The Most Important United States Supreme Court Victories Involving The ACLU, Either As Direct Counsel Or As A Friend-Of-The-Court.
1925 Gitlow v. New York Our first Supreme Court landmark. Though
upholding the defendant's conviction for distributing his call to
overthrow the government, the Court held, for the first time, that the
Fourteenth Amendment "incorporates" the free speech clause of the First
Amendment and is, therefore, applicable to the states.
1927 Whitney v. California Though the Court upheld a conviction for
membership in a group that advocated the overthrow of the state, Justice
Brandeis explained, in a separate opinion, that under the "clear and
present danger test" the strong presumption must be in favor of "more
speech, not enforced silence." That view, which ultimately prevailed,
laid the groundwork for modern First Amendment law.
1931 Stromberg v. California The ACLU argued successfully that the
conviction of a communist for displaying a red flag should be overturned
because it was based on a state law that was overly vague, in violation
of the First Amendment.
1932 Powell v. Alabama This first of the "Scottsboro" cases to reach the
high Court resulted in the decision that eight African Americans accused
of raping two white women lacked effective counsel at their trial -- a
denial of due process. For the first time, in this case, constitutional
standards were applied to state criminal proceedings.
1935 Patterson v. Alabama In this second "Scottsboro" decision, the
Court sent the defendant's case back to state court on the ground that
he had been denied a fair trial by the exclusion of African Americans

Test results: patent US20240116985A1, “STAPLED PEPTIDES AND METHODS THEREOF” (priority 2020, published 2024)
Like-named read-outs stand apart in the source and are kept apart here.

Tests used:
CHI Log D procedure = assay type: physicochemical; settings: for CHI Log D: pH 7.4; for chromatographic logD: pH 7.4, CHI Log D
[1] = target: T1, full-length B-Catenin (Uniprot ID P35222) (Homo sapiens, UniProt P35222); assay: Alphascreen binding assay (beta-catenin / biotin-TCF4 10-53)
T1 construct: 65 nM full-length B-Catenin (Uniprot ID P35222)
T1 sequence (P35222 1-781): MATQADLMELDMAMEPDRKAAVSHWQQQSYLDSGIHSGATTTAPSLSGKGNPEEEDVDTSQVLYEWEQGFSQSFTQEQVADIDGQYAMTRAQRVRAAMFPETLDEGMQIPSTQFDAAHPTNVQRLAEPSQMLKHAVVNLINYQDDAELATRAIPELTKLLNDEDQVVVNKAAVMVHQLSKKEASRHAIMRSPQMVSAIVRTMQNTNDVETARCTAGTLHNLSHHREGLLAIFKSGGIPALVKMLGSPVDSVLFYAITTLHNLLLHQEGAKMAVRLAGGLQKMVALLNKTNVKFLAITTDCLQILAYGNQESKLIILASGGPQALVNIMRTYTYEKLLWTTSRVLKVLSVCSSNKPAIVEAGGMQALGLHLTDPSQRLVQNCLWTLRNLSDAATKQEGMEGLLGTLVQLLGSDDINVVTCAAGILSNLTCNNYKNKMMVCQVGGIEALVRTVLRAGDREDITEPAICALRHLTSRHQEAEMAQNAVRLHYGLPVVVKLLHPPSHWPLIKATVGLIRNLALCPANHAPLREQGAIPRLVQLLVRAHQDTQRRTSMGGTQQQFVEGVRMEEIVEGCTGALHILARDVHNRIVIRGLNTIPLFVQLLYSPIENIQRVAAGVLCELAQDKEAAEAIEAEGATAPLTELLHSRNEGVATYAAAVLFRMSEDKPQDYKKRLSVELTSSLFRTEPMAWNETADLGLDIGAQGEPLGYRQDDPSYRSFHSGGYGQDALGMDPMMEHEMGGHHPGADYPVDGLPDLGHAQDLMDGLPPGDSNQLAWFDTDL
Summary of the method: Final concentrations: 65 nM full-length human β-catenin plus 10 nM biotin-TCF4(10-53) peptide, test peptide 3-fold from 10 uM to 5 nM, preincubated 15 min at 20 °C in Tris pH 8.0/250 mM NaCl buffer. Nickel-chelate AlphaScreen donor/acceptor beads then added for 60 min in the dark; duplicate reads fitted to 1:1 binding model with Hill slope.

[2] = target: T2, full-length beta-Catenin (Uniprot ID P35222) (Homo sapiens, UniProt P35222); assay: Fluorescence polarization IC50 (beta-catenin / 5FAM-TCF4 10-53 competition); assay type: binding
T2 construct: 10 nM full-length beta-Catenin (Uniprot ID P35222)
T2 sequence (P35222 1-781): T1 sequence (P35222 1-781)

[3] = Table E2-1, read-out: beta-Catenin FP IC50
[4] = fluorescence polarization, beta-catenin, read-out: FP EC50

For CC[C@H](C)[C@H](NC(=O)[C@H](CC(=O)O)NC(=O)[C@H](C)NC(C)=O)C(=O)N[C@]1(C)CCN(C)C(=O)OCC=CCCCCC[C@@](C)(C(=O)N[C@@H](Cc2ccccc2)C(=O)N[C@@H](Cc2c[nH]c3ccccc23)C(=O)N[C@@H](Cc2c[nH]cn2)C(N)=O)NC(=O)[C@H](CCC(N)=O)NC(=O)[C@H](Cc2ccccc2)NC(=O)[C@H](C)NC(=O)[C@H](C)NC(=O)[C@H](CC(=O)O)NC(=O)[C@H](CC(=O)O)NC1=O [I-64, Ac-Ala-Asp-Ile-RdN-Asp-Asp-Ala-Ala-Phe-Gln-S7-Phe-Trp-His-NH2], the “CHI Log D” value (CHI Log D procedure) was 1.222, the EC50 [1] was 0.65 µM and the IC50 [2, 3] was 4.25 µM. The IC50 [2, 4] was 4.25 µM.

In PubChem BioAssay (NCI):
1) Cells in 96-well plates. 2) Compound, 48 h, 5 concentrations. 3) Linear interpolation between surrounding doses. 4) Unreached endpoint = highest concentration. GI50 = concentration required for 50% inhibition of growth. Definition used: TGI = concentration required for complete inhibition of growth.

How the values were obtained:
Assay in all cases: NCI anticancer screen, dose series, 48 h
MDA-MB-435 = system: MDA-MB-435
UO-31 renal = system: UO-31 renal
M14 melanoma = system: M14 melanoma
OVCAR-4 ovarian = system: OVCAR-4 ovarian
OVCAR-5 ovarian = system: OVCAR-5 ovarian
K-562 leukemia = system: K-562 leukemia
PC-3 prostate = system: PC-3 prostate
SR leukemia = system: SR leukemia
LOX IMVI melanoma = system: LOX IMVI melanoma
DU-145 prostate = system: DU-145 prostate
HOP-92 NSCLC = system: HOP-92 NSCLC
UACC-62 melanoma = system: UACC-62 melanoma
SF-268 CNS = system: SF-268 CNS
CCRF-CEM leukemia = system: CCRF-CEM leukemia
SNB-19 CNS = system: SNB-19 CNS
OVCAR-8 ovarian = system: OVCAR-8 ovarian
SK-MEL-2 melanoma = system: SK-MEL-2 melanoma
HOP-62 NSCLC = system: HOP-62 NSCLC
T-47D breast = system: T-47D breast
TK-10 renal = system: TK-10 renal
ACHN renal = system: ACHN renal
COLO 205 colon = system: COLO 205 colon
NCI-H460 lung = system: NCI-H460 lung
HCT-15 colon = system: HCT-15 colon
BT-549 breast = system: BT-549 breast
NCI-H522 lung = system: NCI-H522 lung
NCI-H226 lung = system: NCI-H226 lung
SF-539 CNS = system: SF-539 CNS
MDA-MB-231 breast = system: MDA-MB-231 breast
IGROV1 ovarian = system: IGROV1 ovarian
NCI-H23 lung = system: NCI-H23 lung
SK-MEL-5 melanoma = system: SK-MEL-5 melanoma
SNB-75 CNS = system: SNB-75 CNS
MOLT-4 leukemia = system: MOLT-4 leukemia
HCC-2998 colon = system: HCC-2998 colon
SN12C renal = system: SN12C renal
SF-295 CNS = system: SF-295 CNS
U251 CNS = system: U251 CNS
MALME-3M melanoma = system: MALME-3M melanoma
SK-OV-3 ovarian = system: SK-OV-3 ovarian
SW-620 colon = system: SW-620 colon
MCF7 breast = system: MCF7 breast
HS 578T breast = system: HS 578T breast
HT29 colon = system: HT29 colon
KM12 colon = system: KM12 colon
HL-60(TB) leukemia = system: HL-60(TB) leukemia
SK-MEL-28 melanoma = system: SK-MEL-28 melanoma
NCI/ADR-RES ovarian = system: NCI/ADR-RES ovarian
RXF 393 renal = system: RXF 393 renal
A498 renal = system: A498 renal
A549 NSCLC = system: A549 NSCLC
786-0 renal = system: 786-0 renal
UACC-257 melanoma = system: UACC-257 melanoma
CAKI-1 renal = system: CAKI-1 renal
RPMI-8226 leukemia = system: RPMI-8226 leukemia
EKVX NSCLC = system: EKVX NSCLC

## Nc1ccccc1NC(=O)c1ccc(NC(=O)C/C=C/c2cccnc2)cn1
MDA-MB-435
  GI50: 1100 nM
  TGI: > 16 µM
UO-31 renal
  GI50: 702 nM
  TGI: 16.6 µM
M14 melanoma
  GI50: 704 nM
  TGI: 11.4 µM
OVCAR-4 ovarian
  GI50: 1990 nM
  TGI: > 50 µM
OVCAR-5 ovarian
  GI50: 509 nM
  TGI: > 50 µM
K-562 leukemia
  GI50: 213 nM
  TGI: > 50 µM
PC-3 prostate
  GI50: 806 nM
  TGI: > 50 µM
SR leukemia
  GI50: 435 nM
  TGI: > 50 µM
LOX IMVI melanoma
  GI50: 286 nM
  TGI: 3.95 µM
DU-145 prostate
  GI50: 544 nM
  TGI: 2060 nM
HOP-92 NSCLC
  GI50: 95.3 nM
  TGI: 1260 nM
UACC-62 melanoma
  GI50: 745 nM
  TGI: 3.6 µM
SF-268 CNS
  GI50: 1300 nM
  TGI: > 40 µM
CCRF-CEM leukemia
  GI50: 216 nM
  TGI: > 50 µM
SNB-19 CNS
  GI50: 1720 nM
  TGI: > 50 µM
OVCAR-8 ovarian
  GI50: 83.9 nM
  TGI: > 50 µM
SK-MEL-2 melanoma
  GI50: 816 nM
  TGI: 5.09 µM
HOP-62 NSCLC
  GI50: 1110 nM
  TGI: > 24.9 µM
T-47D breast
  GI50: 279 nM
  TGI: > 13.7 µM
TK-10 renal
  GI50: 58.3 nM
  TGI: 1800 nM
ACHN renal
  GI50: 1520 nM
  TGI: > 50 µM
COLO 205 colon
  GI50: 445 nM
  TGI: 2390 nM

from the jury list.
1937 DeJonge v. Oregon A landmark First Amendment case, in which the
Court held that the defendant's conviction under a state criminal
syndicalism statute merely for attending a peaceful Communist Party
rally violated his free speech rights.
1938 Lovell v. Griffin The Court held, in this case involving Jehovah's
Witnesses, that a local ordinance in Georgia prohibiting the
distribution of "literature of any kind" without a City Manager's
permit, violated the First Amendment.
1939 Hague v. CIO An important First Amendment case in which the Court
recognized a broad freedom to assemble in public forums, such as
"streets and parks," by invalidating the repressive actions of Jersey
City's anti-union Mayor, "Boss" Hague.
1941 Edwards v. California In this major victory for poor people's right
to travel from one state to another, the Court struck down an "anti-
Okie" law that made it a crime to transport indigents into California.
1943 West Virginia v. Barnette A groundbreaking decision, made more
resonant by its issuance in wartime. The Court championed religious
liberty with its holding that a state could not force Jehovah's Witness
children to salute the American flag.
1944 Smith v. Allwright An early civil rights victory that invalidated,
under the Fifteenth Amendment, the intentional exclusion of African
Americans from Texas' "white primary" on the ground that primaries are
central to the electoral process even though the Democratic Party is a
1946 Hannegan v. Esquire A major blow against censorship. The Court